Results: A total of 51 COPD-LC patients and 88 non-COPD-LC patients were included in the study. Clinicopathological analysis showed that proportion of male gender, older age, and smoking patients were all substantially higher in COPD-LC group than in non-COPD-LC group (all P< 0.01). Comparing the genomic data of the two groups in our cohort, COPD-LC had higher mutation frequency of LRP1B (43% vs 9%, P = 0.001), EPHA5 (24% vs 1%, P = 0.002), PRKDC (14% vs 1%, P = 0.039), PREX2 (14% vs 0%, P = 0.012), and FAT1 (14% vs 0%, P = 0.012), which had a relationship with improved tumor immunity. Immunotherapy biomarker of PD-L1 positive expression (62.5% vs 52.0%, P = 0.397) and tumor mutation burden (TMB, median TMB: 7.09 vs 2.94, P = 0.004) also were higher in COPD-LC. In addition, RNA data from TCGA further indicated tumor immunity increased in COPD-LC. Whereas, COPD-LC had lower frequency of EGFR mutation (19% vs 50%, P = 0.013) and EGFR mutant COPD-LC treated with EGFR-TKI had worse progression-free survival (PFS) (HR = 3.52, 95% CI: 1.27– 9.80, P = 0.01).
Conclusion: In this retrospective study, we first explored molecular features of COPD-LC in a Chinese population. Although COPD-LC had lower EGFR mutant frequency and worse PFS with target treatment, high PD-L1 expression and TMB indicated these patients may benefit from immunotherapy.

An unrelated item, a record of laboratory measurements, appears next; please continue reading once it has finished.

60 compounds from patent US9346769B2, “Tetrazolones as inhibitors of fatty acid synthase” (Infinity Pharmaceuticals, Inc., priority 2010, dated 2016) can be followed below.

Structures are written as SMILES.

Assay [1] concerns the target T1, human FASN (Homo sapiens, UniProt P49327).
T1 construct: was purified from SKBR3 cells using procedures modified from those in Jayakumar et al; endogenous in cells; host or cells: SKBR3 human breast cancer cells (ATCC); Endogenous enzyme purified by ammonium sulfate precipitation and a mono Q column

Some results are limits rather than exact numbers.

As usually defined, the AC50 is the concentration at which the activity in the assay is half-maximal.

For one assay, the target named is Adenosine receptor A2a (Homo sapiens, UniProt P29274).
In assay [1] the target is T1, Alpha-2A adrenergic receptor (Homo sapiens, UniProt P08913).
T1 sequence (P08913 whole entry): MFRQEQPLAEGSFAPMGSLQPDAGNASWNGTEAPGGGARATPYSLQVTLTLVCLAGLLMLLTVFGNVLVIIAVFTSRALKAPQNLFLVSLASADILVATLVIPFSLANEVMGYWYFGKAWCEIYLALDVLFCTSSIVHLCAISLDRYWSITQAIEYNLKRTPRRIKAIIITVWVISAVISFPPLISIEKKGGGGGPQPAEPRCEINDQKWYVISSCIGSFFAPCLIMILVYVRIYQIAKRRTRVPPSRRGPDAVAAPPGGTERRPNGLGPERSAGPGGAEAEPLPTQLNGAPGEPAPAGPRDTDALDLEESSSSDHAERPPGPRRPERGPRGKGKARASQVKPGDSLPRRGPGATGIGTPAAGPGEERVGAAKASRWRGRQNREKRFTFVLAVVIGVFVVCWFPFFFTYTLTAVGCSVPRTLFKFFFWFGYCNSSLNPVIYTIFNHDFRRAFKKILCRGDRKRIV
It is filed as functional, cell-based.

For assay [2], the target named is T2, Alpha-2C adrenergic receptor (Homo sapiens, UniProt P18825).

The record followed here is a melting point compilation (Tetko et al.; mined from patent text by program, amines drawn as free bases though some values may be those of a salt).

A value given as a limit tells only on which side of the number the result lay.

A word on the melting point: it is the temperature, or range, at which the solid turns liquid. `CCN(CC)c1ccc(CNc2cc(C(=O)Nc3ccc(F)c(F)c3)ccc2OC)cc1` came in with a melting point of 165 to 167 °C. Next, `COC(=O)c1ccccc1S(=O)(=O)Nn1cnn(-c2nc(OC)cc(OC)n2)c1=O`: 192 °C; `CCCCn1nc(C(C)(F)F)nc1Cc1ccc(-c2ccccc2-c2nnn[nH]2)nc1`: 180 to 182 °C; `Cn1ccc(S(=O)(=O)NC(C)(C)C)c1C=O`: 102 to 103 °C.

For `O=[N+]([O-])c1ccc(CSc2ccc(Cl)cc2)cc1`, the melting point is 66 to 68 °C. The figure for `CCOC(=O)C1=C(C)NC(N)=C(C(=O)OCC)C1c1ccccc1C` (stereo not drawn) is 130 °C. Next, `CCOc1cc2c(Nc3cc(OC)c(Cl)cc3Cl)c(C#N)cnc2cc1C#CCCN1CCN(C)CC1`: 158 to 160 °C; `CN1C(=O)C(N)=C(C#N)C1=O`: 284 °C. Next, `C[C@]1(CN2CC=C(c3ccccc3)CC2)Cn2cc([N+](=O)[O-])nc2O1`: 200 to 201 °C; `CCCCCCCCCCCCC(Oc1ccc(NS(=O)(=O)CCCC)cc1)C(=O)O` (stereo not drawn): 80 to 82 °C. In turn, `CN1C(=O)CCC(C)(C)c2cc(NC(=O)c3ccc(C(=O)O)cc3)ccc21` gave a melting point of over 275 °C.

Keywords: lung cancer, COPD, mutation landscape, Chinese population, molecular markers


Lung cancer (LC) is the leading cause of cancer-related deaths worldwide.1 Despite the development of new diagnostic technology, average 5-year survival rate at early stage is 60%, while average 5-year survival rate at late stage is 22%.2 Chronic obstructive pulmonary disease (COPD) is characterized by persistent respiratory symptoms and airflow limitation. It is a high-profile public health challenge in worldwide and the third leading cause of death in China, with 8.6% prevalence of spirometry-defined COPD.3,4 At present, the spirometry criterion for airflow limitation remains a post-bronchodilator fixed ratio of FEV1/FVC <0.7 which is the gold standard for diagnosis of COPD.5